Young campaign staffer Stephen Myers (Ryan Gosling) wholeheartedly believes in the power of politics and democracy. He believes that if the right candidate can make it to the Oval Office, the power can be restored to the people. And he truly believes that the candidate he represents (George Clooney) is the man to make it happen.
Because he exudes charm and conviction, Stephen is a wanted staffer by every other political candidate. Stephen is married to the campaign and doesn’t have to play dirty – or so he thinks. After making one seemingly innocent bad decision, Stephen’s world is turned upside down. Not only is the dirty nature of politics brought to light, but he’s faced with having to suffer the terrible consequence of his bad decision or get his hands dirty and play like everyone else.
Although ‘The Ides of March’ begins with heavy political mumbo jumbo that may leave the non-political savvy behind, that period is brief. Before long, it all becomes clear and the thrilling drama places its emphasis more on the characters than the politics they work in. Not knowing politics in great detail, I can vouch for the film’s easy consumption for all audiences.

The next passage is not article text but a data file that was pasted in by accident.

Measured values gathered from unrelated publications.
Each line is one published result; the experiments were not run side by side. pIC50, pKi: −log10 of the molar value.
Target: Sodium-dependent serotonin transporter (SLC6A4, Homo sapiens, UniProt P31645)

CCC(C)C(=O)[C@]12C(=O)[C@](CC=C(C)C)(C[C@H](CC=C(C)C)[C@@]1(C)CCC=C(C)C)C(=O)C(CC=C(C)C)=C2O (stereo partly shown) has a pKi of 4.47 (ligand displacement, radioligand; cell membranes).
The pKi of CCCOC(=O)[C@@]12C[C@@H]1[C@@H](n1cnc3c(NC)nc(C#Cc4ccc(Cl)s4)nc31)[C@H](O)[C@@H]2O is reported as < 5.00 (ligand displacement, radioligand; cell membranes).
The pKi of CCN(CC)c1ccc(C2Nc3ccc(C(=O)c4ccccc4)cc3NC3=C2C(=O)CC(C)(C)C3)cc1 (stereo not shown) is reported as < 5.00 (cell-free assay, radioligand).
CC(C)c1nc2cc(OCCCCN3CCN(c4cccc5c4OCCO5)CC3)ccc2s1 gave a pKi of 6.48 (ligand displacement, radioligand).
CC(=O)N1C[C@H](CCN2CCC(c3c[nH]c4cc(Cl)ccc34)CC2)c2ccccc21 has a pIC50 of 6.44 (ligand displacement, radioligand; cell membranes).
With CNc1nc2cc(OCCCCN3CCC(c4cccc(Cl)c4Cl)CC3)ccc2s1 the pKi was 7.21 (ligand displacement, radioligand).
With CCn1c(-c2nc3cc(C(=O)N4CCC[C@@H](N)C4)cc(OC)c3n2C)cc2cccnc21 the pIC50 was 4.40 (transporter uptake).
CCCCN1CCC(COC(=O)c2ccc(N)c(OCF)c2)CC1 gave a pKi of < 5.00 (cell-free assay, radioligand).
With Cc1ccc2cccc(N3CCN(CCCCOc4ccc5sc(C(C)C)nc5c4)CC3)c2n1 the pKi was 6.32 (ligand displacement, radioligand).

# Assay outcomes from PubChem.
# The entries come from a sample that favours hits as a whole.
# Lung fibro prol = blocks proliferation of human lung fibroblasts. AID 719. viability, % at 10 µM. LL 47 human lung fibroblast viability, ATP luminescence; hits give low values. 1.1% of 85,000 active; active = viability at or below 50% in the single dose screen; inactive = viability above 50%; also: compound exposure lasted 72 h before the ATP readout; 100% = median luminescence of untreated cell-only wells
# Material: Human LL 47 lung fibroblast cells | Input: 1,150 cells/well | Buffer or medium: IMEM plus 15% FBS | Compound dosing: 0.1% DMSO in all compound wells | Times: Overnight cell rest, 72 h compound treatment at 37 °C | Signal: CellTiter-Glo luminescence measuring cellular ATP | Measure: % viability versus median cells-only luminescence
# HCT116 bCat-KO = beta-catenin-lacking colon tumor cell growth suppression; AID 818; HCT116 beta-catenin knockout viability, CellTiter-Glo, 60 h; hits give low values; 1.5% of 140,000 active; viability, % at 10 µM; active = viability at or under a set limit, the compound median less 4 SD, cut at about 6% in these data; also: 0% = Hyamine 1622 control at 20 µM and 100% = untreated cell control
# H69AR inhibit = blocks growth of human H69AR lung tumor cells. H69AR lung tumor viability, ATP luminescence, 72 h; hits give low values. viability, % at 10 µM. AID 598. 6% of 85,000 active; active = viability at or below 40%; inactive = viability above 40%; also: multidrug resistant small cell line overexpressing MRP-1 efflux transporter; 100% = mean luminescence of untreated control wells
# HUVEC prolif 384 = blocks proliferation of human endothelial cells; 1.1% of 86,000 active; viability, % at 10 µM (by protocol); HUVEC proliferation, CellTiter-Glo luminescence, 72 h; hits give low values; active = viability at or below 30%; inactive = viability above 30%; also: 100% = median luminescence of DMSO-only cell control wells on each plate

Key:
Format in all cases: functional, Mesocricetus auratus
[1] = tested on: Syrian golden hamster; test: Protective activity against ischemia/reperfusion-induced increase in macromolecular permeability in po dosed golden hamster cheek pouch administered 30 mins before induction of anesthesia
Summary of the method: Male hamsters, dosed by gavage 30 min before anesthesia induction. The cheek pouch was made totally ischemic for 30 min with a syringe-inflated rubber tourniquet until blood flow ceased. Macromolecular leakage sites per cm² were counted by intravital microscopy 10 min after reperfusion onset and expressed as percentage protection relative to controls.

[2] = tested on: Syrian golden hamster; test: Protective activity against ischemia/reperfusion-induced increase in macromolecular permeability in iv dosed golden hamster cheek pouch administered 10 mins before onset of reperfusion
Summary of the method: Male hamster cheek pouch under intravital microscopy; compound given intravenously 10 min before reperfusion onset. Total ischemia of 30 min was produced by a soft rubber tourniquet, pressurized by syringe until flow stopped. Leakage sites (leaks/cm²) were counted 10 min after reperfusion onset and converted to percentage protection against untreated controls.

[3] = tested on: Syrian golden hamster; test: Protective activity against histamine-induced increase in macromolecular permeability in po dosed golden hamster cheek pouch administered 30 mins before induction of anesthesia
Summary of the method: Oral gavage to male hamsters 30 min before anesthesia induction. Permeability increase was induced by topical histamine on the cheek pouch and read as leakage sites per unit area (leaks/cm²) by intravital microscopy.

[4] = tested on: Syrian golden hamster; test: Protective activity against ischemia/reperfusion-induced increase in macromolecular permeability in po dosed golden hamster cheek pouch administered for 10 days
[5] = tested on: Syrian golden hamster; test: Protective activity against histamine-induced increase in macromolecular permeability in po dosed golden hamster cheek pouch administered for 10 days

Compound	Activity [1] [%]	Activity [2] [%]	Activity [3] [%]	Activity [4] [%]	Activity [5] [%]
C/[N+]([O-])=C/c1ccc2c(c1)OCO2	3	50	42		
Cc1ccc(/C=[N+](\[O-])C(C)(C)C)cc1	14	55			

Trailers make ‘The Ides of March’ out to be a Clooney-driven picture, but in reality it’s Gosling’s story. Clooney plays a necessary character, but it’s more of a supporting role. I don’t say this to discredit Clooney at all, but rather to emphasize how great Gosling is. He carries this film like a seasoned long-time actor. Surrounded by a fantastic supporting cast including Philip Seymour Hoffman, Paul Giamatti and Evan Rachel Wood, it’s hard for this film to do any wrong.
Clooney also gives a great performance, but even stronger than his acting is his directing. It somehow slipped past me that ‘The Ides of March’ was a Clooney-directed picture until the closing credits. Yet throughout the film, as I noticed how great the directing was, I kept asking myself, “Who directed this picture?” Upon realizing that it was Clooney, I wasn’t surprised at all.
‘The Ides of March’ is one of the most awards-worthy films of the year so far, featuring some of the most noteworthy filmmaking all around. It’s definitely one you shouldn’t miss – even thought it may make you a political cynic.